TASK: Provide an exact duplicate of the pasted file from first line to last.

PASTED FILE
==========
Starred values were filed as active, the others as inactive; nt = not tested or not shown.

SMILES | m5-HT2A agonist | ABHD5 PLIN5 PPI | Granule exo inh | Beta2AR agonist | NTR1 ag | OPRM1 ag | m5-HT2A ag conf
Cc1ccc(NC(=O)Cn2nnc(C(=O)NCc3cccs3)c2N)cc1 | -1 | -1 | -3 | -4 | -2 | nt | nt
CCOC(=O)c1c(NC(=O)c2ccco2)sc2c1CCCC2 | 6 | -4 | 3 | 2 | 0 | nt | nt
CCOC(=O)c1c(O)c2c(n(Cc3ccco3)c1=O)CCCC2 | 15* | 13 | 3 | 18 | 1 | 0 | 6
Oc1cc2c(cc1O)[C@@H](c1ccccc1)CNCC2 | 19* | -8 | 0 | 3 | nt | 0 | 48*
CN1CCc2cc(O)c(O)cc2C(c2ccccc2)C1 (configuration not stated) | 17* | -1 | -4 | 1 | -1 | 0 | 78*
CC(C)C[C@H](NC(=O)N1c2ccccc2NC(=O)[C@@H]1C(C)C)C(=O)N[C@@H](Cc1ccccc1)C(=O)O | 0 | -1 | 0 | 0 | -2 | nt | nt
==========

Starred values were filed as active, the others as inactive; nt = not tested or not shown.

SMILES | m5-HT2A agonist | ABHD5 PLIN5 PPI | Granule exo inh | Beta2AR agonist | NTR1 ag | OPRM1 ag | m5-HT2A ag conf
Cc1ccc(NC(=O)Cn2nnc(C(=O)NCc3cccs3)c2N)cc1 | -1 | -1 | -3 | -4 | -2 | nt | nt
CCOC(=O)c1c(NC(=O)c2ccco2)sc2c1CCCC2 | 6 | -4 | 3 | 2 | 0 | nt | nt
CCOC(=O)c1c(O)c2c(n(Cc3ccco3)c1=O)CCCC2 | 15* | 13 | 3 | 18 | 1 | 0 | 6
Oc1cc2c(cc1O)[C@@H](c1ccccc1)CNCC2 | 19* | -8 | 0 | 3 | nt | 0 | 48*
CN1CCc2cc(O)c(O)cc2C(c2ccccc2)C1 (configuration not stated) | 17* | -1 | -4 | 1 | -1 | 0 | 78*
CC(C)C[C@H](NC(=O)N1c2ccccc2NC(=O)[C@@H]1C(C)C)C(=O)N[C@@H](Cc1ccccc1)C(=O)O | 0 | -1 | 0 | 0 | -2 | nt | nt